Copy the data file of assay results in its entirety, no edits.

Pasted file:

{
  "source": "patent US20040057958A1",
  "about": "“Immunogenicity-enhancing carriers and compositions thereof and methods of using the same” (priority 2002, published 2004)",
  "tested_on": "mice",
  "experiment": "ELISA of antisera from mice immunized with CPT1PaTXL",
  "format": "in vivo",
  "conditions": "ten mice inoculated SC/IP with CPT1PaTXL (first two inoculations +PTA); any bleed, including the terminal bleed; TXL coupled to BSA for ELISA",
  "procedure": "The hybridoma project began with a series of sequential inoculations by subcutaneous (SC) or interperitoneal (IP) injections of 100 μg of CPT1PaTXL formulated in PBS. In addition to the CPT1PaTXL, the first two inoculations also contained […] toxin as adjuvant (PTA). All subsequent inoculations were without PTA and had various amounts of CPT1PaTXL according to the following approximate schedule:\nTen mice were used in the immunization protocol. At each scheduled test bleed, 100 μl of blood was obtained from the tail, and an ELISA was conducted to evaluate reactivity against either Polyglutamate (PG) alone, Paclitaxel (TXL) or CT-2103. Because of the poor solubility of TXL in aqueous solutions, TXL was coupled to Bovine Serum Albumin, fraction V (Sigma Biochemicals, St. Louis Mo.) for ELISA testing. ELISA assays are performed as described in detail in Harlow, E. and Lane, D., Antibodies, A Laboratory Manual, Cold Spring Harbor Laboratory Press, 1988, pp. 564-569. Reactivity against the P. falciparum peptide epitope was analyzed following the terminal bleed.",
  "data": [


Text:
{
  "source": "patent US20040057958A1",
  "about": "“Immunogenicity-enhancing carriers and compositions thereof and methods of using the same” (priority 2002, published 2004)",
  "tested_on": "mice",
  "experiment": "ELISA of antisera from mice immunized with CPT1PaTXL",
  "format": "in vivo",
  "conditions": "ten mice inoculated SC/IP with CPT1PaTXL (first two inoculations +PTA); any bleed, including the terminal bleed; TXL coupled to BSA for ELISA",
  "procedure": "The hybridoma project began with a series of sequential inoculations by subcutaneous (SC) or interperitoneal (IP) injections of 100 μg of CPT1PaTXL formulated in PBS. In addition to the CPT1PaTXL, the first two inoculations also contained […] toxin as adjuvant (PTA). All subsequent inoculations were without PTA and had various amounts of CPT1PaTXL according to the following approximate schedule:\nTen mice were used in the immunization protocol. At each scheduled test bleed, 100 μl of blood was obtained from the tail, and an ELISA was conducted to evaluate reactivity against either Polyglutamate (PG) alone, Paclitaxel (TXL) or CT-2103. Because of the poor solubility of TXL in aqueous solutions, TXL was coupled to Bovine Serum Albumin, fraction V (Sigma Biochemicals, St. Louis Mo.) for ELISA testing. ELISA assays are performed as described in detail in Harlow, E. and Lane, D., Antibodies, A Laboratory Manual, Cold Spring Harbor Laboratory Press, 1988, pp. 564-569. Reactivity against the P. falciparum peptide epitope was analyzed following the terminal bleed.",
  "data": [